What this means for companies: Asking for help from labor relations experts (including labor and employment attorneys) during organizing campaigns will be made public. The reporting requirements include disclosing confidential information, like a description of the legal activities performed. Unions will quickly exploit this information against the employer.
Action: Getting proactive in the drive to stay union-free is crucial. Now is the time to train leaders on the soft skills that keep organizations union-free.
6. The PRO Act would ban Right-to-Work laws.
The PRO Act would ban all right-to-work laws, going against the preferences of numerous states. There are currently 27 states and Guam with right-to-work laws. These laws say an employee can’t be required to join a labor union to get hired or keep a job.
What this means for companies: Union membership will be made mandatory if a union is certified as the bargaining representative.
Action: Educate employees on compulsory union membership and the requirement that they pay union dues, regardless of where they live. Employees lose their right not to join a union and will be forced to pay dues if the company or workgroup is unionized.
7.The PRO Act would potentially add Unfair Labor Practice (ULP) charges.
The PRO Act authorizes employees to use a private right of action when they believe their worker rights were violated. This action means employees can take an employer to court when they think their employer has unlawfully interfered with their NLRA rights or when the employer has retaliated against them for exercising their rights. Currently, the law only allows employees to file an Unfair Labor Practice charge with the NLRB General Counsel.
What this means for companies: Employers can expect to see many more Unfair Labor Practices filed against them, especially if employees believe they will gain financially. Employers can also expect a significant increase in penalties, should they lose the case, and higher legal fees. The potential damage to the employer’s reputation and employer-employee relationships is substantial.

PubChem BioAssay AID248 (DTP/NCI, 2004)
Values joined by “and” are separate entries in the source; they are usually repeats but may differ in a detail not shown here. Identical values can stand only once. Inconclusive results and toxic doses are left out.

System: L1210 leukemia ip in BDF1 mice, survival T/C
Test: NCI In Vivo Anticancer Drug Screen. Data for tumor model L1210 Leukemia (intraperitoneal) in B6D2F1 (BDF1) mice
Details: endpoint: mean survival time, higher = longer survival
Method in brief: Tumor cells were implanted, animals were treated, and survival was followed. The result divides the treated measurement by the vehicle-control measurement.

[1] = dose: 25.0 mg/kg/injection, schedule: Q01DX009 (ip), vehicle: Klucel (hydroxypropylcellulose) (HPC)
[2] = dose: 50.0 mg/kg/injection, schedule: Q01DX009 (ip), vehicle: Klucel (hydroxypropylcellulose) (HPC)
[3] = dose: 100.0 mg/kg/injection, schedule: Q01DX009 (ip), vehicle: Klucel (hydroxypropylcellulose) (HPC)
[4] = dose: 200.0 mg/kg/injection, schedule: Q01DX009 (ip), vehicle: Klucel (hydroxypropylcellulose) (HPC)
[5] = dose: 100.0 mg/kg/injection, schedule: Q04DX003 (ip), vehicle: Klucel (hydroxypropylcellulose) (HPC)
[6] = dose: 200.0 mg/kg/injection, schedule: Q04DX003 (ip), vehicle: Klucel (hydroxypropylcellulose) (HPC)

Action: Avoiding charges of Unfair Labor Practices are already tricky because of the complexity of labor laws. Successful employers have a positive organizational culture, high employee engagement, consistent and legal Human Resources policies and procedures, and an effective and fair grievance process. Just as important is training managers and supervisors on employer and employee rights and effective leader communication, including active listening and feedback.
8. The PRO Act would bring back the NLRB’s “poster rule.”
In 2011, the NLRB had issued a rule that employers are required to post a “Notification of Employee Rights under the National Labor Relations Act.” Failure to do so was an Unfair Labor Practice. Several groups brought separate actions to invalidate the rule. After weaving its way through the lower court, in 2013, the D.C. Circuit Court of Appeals held the NLRB’s 2011 poster rule was invalid. The PRO Act would make the poster rule law.
What this means for companies: The main impact is yet another erosion of employer rights. Currently, notifications are only required when there is a filing of a charge or petition. The PRO Act would automatically make it a ULP when failing to post. When the Court of Appeals invalidated the rule, it had concluded that a ULP determination involving the posting rule should be made on a case-by-case basis. The PRO Act automatically places the employer in the wrong.
Action: The notification of employee rights doesn’t have to stand alone. Employees and employers have rights. All employees should be educated now on why they should stay union-free and their right to oppose unionizing. You should also make use of company electronic communication channels, like email and social media providing employees with consistent avenues of information and education.
9. The PRO Act would provide civil penalties for labor law violations.
The PRO Act will likely increase the number of Unfair Labor Practices charges because it gives the NLRB the authority to award liquidated damages in amounts equal to up to two times the amount of damages awarded. These damages are in addition to what has been customarily awarded – front pay, back pay, and consequential damages.
What this means for companies: The potential for employers to incur large amounts of damages is enormous. Fear of these harmful damages will likely influence decision-making, decrease flexibility, and influence decisions in directions they might not go otherwise.
Action: Avoiding Unfair Labor Practices is not always easy. UnionProof has extensively written that employers can unintentionally make a mistake and end up defending itself against a ULP. That’s why it’s so crucial for leaders to be well-trained in both leadership skills and best practices for staying union-free.
10. The PRO Act would require companies to mediate until a first contract is reached.